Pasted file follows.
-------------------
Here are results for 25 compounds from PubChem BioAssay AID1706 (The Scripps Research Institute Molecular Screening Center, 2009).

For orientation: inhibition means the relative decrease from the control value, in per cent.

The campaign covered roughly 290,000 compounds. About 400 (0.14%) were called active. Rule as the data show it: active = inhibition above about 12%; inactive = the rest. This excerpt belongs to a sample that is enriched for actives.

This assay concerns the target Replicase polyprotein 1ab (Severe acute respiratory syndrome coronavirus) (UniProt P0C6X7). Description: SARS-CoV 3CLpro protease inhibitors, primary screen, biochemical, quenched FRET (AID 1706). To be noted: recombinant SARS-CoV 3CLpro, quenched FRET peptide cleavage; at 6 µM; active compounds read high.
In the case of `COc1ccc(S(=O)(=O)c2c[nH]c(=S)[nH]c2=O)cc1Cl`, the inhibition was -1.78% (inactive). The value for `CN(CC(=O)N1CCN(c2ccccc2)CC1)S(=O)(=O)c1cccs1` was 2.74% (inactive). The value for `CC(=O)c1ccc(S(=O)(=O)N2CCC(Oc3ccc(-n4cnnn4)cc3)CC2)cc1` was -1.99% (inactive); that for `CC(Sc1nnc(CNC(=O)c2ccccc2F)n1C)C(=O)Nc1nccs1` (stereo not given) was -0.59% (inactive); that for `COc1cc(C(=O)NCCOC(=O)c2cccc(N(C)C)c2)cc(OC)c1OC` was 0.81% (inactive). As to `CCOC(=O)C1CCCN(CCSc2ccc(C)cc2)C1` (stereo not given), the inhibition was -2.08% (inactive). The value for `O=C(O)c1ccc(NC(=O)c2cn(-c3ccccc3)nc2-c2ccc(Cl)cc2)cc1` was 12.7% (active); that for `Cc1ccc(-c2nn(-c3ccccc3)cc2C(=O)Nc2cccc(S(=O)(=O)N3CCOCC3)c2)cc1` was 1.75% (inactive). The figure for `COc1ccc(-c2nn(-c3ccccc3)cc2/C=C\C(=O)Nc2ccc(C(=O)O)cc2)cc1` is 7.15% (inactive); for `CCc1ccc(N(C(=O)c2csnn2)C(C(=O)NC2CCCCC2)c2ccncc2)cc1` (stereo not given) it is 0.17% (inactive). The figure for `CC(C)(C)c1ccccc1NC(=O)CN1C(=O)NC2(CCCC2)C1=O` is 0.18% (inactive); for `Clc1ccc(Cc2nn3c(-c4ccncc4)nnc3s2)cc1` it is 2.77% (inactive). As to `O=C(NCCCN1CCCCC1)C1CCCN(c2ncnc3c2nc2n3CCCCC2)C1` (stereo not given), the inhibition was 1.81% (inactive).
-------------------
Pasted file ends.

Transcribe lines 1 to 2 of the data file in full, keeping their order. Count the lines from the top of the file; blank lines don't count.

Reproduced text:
Here are results for 25 compounds from PubChem BioAssay AID1706 (The Scripps Research Institute Molecular Screening Center, 2009).

For orientation: inhibition means the relative decrease from the control value, in per cent.